Monday, July 2, 2012

This is Josh's Music!

Received an email the other day from publicist Scott Menhinick (of Improvised Communications and JazzDIY) about an upcoming  project from baritone saxophonist Josh Sinton (that's him on the left.)  The text follows below:

Brooklyn-based baritone saxophonist/composer Josh Sinton is trying something new to get his latest recording noticed and heard. He will make its 11 tracks available online in serialized form via five weekly blog posts (July 16th through August 13th), accompanied by detailed personal essays and corresponding artwork he commissioned from Brooklyn artist Elizabeth Daggar. These digital-only elements will be available to preview online at both Sinton's own site and the site of the label releasing the complete project, Prom Night Records, which will sell the tracks as downloads.

The record in question is called "Pine Barren", the second and final release from his now-defunct quintet, holus-bolus, featuring saxophonist Jon Irabagon, guitarist Jonathan Goldberger, bassist Peter Bitenc and drummer Mike Pride. Sinton disbanded the group last year in response to the kind of industry-related obstacles he's challenging with this alternative approach, many of which he details in his essays, resulting in this insightful multimedia document of his own motivations and the realities facing an independent bandleader in today's jazz industry.

"For the first time," Sinton explains, "I made something without any regard for my musical training. I made something with no thought about how it might fit into the current musical landscape. I wrote it in the hope that something positive could be created from something negative. When I finished this record (about a year in the making), I went through the normal channels for capturing ears and interest—label owners, colleagues, 'star' musicians, critics, publicists, etc., anyone I remotely thought could help me get the record out to an audience of listeners. At a time when it is so much easier to record, to publish, to document, it has become so much harder to get anyone to pay attention."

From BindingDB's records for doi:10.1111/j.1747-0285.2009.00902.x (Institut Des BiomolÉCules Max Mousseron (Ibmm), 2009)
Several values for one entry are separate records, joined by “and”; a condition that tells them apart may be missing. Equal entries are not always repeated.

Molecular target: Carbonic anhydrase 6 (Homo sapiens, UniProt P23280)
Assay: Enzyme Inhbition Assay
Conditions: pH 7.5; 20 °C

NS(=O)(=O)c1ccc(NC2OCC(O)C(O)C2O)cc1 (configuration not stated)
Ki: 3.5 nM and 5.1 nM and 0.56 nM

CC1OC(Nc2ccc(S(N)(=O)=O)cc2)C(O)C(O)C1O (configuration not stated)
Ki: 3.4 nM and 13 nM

"A few individuals responded with encouragement, and about the same small number replied with disinterest," he continues. "But, for the most part I was met by a large, stony wall of silent indifference. I'd like to think this is mostly because people are either a.) too busy to listen to the record, or b.) they're confused by it. Confused because, I will admit, Pine Barren doesn't really sound like any record I've heard or own. So in the interest of attracting more listeners, I'm going to do what I'm terrified of doing: I'm going to explain Pine Barren. I hope all these words and images make the sounds of Pine Barren a little bit less opaque. But mainly I hope people will give the project just a little bit of their time and listen."
Active in projects ranging from his own solo performances to trumpeter Nate Wooley's quintet to such large ensembles as the Andrew D'Angelo Big Band and Darcy James Argue's Secret Society, Sinton has been one of New York's premier low-end reed specialists since 2004. A former member of the Chicago and Boston creative music scenes, he was raised in the Pine Barrens of New Jersey, an area that has provided inspiration for many of his compositions and ensembles. In addition to holus-bolus, his other projects include Ideal Bread, which celebrates the legacy of his former teacher, Steve Lacy, and multiple small-group collaborations with other musicians around New York.

Learn more about Josh Sinton and his various projects at

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